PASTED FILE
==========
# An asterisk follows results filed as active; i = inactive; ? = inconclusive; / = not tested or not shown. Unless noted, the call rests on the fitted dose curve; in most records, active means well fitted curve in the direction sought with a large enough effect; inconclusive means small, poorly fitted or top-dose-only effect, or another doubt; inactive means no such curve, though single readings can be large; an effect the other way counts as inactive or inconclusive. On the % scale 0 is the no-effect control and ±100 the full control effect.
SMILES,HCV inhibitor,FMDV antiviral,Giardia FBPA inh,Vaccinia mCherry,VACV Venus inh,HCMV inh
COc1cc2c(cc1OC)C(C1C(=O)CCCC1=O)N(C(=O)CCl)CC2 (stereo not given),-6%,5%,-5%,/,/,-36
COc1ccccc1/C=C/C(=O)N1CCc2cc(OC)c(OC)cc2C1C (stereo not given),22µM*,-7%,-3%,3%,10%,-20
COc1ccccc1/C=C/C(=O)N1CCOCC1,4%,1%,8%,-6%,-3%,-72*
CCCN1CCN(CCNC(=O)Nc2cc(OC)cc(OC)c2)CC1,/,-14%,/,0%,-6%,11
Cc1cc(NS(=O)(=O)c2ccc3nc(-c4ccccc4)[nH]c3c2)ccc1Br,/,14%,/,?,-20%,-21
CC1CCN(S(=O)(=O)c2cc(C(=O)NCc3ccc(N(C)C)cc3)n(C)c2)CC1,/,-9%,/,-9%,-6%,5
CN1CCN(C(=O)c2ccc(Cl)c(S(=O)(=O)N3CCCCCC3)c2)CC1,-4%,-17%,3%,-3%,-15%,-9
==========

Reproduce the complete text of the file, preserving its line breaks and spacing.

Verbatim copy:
# An asterisk follows results filed as active; i = inactive; ? = inconclusive; / = not tested or not shown. Unless noted, the call rests on the fitted dose curve; in most records, active means well fitted curve in the direction sought with a large enough effect; inconclusive means small, poorly fitted or top-dose-only effect, or another doubt; inactive means no such curve, though single readings can be large; an effect the other way counts as inactive or inconclusive. On the % scale 0 is the no-effect control and ±100 the full control effect.
SMILES,HCV inhibitor,FMDV antiviral,Giardia FBPA inh,Vaccinia mCherry,VACV Venus inh,HCMV inh
COc1cc2c(cc1OC)C(C1C(=O)CCCC1=O)N(C(=O)CCl)CC2 (stereo not given),-6%,5%,-5%,/,/,-36
COc1ccccc1/C=C/C(=O)N1CCc2cc(OC)c(OC)cc2C1C (stereo not given),22µM*,-7%,-3%,3%,10%,-20
COc1ccccc1/C=C/C(=O)N1CCOCC1,4%,1%,8%,-6%,-3%,-72*
CCCN1CCN(CCNC(=O)Nc2cc(OC)cc(OC)c2)CC1,/,-14%,/,0%,-6%,11
Cc1cc(NS(=O)(=O)c2ccc3nc(-c4ccccc4)[nH]c3c2)ccc1Br,/,14%,/,?,-20%,-21
CC1CCN(S(=O)(=O)c2cc(C(=O)NCc3ccc(N(C)C)cc3)n(C)c2)CC1,/,-9%,/,-9%,-6%,5
CN1CCN(C(=O)c2ccc(Cl)c(S(=O)(=O)N3CCCCCC3)c2)CC1,-4%,-17%,3%,-3%,-15%,-9